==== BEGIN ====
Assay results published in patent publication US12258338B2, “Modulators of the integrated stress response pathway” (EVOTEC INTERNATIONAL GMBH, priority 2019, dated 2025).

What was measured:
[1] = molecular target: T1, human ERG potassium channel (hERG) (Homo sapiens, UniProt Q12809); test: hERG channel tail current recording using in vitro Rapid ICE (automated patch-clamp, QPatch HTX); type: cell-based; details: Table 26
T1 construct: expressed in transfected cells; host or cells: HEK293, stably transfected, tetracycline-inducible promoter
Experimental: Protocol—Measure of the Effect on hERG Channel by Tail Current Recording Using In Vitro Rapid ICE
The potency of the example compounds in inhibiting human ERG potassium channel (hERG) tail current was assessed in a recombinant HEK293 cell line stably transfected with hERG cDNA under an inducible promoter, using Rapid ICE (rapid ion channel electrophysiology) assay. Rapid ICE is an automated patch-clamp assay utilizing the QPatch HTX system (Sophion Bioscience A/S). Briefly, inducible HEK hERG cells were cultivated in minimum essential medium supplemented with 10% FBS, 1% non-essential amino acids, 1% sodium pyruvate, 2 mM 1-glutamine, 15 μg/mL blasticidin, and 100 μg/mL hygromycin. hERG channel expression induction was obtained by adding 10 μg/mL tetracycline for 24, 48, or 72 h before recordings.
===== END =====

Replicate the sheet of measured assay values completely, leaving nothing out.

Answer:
Assay results published in patent publication US12258338B2, “Modulators of the integrated stress response pathway” (EVOTEC INTERNATIONAL GMBH, priority 2019, dated 2025).

What was measured:
[1] = molecular target: T1, human ERG potassium channel (hERG) (Homo sapiens, UniProt Q12809); test: hERG channel tail current recording using in vitro Rapid ICE (automated patch-clamp, QPatch HTX); type: cell-based; details: Table 26
T1 construct: expressed in transfected cells; host or cells: HEK293, stably transfected, tetracycline-inducible promoter
Experimental: Protocol—Measure of the Effect on hERG Channel by Tail Current Recording Using In Vitro Rapid ICE
The potency of the example compounds in inhibiting human ERG potassium channel (hERG) tail current was assessed in a recombinant HEK293 cell line stably transfected with hERG cDNA under an inducible promoter, using Rapid ICE (rapid ion channel electrophysiology) assay. Rapid ICE is an automated patch-clamp assay utilizing the QPatch HTX system (Sophion Bioscience A/S). Briefly, inducible HEK hERG cells were cultivated in minimum essential medium supplemented with 10% FBS, 1% non-essential amino acids, 1% sodium pyruvate, 2 mM 1-glutamine, 15 μg/mL blasticidin, and 100 μg/mL hygromycin. hERG channel expression induction was obtained by adding 10 μg/mL tetracycline for 24, 48, or 72 h before recordings.